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New Macedonia Parliament Head Takes Office Days After Riot

Talat Xhaferi has said he will formally ask President Gjorge Ivanov to hand left-wing opposition leader Zoran Zaev the mandate to govern as prime minister
By The News · 03 of May 2017 12:47:20
April 27, 2017, protestors clash with police as they enter into the parliament building in Skopje, Macedonia, April 27, 2017, protestors clash with police as they enter into the parliament building in Skopje, Macedonia, photo: AP/Dragan Perkovski

SKOPJE, Macedonia – Macedonia’s new parliament speaker took office Wednesday, six days after his election prompted some angry protesters to storm the floor of parliament and attack several lawmakers.

Talat Xhaferi, an ethnic Albanian, has said he will formally ask President Gjorge Ivanov to hand left-wing opposition leader Zoran Zaev the mandate to govern as prime minister.

Zaev’s party placed second in a December parliamentary election, behind the conservatives who previously governed. Unlike the conservatives, he has struck a coalition deal with small ethnic Albanian parties.

The president earlier refused to give Zaev the mandate, saying Zaev’s pledge to consider enhancing the ethnic Albanian minority’s standing would undermine Macedonia’s sovereignty. Ivanov has 10 days to answer the new request.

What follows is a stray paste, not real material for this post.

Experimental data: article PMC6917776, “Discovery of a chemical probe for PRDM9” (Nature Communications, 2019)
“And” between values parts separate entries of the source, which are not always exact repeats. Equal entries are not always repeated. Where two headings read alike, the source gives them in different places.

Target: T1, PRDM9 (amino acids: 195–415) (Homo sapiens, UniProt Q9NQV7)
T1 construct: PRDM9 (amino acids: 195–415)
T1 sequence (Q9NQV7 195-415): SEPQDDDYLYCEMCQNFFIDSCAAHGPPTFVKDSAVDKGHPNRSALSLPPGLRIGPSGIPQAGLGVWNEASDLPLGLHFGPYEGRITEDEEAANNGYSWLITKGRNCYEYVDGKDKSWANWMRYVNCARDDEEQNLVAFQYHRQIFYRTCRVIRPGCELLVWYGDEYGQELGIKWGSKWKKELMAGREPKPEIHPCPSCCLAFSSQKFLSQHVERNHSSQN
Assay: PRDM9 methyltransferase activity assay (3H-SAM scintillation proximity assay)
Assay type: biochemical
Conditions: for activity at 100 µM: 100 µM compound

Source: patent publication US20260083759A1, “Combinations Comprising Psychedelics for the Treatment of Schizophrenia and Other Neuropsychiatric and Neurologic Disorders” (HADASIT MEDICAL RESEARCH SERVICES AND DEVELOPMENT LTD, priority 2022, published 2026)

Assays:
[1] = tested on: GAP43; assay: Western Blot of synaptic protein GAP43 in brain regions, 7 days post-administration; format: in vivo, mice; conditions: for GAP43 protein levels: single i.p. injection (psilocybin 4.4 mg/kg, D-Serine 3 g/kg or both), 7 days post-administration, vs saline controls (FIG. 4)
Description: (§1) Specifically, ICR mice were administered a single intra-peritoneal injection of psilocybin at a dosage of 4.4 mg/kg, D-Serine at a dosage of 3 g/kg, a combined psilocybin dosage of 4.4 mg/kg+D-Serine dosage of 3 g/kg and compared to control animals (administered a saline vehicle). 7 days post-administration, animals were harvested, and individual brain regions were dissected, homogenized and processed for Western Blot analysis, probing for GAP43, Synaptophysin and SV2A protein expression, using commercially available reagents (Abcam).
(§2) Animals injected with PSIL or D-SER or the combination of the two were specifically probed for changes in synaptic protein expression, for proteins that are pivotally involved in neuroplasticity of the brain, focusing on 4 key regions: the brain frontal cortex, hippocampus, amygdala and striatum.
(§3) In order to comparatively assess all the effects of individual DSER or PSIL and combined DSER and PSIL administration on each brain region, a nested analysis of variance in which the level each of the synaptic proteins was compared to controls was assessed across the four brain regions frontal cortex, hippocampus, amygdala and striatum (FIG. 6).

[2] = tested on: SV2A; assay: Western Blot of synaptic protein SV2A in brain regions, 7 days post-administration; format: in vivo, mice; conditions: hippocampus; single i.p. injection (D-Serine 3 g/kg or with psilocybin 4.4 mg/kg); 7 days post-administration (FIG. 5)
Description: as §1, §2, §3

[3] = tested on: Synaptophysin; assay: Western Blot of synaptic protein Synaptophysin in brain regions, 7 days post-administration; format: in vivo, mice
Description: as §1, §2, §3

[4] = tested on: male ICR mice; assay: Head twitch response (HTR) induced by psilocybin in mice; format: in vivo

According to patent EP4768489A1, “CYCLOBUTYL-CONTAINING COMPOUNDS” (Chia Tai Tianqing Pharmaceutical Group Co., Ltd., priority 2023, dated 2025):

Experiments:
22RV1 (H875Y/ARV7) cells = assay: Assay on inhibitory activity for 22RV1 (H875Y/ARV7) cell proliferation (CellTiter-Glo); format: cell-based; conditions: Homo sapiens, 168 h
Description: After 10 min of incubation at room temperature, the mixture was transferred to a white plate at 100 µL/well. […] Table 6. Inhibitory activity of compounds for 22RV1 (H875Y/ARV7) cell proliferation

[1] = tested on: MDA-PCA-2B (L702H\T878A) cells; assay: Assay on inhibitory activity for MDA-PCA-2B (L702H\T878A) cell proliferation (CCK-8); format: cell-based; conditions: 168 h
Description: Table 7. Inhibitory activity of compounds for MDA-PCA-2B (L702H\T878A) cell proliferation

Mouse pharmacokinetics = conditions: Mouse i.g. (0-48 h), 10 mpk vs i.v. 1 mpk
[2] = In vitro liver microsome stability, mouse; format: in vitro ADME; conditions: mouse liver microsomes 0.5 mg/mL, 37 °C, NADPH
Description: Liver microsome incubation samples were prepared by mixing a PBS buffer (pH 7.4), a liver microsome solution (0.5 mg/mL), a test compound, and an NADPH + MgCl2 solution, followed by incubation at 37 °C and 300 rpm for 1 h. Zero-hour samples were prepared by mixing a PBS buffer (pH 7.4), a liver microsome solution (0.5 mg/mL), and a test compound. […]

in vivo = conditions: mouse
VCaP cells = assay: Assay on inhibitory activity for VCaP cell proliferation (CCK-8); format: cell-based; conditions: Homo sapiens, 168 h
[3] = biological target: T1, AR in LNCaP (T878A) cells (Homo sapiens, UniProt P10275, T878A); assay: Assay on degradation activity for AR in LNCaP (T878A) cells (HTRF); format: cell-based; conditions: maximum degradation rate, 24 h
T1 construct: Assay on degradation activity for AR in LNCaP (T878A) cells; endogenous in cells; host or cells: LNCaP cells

Demonstrators protesting Xhaferi’s election as parliament speaker rioted in parliament last week, injuring 100. Criminal charges have been brought against 20 people over the violence; 12 of the suspects were detained in custody.

Police confirmed that a small incendiary device consisting of a gas cylinder attached to a firecracker was discovered Tuesday in a section of the parliament building where the offices of the speaker, lawmakers, and the press center are located.

There has been no claim of responsibility and no arrests over the device, which did not explode.

About 1,000 people gathered peacefully outside the parliament building in Skopje late Wednesday to protest political demands by Macedonia’s ethnic Albanians minority. The demands include making Albanian the country’s second official language.